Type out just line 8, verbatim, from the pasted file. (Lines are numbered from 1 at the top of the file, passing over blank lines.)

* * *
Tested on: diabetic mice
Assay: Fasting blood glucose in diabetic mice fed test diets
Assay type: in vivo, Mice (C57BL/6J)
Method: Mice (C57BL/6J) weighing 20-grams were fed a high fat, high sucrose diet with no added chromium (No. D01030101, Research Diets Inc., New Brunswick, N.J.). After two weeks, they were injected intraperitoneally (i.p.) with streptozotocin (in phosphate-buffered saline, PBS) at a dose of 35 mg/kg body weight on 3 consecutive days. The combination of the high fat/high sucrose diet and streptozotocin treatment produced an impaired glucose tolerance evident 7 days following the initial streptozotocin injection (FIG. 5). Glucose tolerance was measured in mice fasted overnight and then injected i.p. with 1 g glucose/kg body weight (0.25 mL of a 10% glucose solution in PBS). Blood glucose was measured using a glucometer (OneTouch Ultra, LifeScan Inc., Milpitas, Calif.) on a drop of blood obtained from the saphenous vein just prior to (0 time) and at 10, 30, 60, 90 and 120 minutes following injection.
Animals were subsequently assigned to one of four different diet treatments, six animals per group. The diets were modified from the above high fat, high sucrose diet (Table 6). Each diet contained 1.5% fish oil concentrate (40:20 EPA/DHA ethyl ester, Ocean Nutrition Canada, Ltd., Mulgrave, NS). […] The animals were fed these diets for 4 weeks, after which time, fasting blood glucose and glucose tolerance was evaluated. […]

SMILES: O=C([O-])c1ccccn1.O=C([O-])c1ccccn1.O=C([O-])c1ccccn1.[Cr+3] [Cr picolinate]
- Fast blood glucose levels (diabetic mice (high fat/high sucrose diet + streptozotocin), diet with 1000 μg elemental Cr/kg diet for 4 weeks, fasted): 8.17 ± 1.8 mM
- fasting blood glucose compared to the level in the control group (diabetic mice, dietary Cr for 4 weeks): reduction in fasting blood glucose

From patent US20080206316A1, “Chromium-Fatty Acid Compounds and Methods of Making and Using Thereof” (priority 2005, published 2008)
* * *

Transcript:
- fasting blood glucose compared to the level in the control group (diabetic mice, dietary Cr for 4 weeks): reduction in fasting blood glucose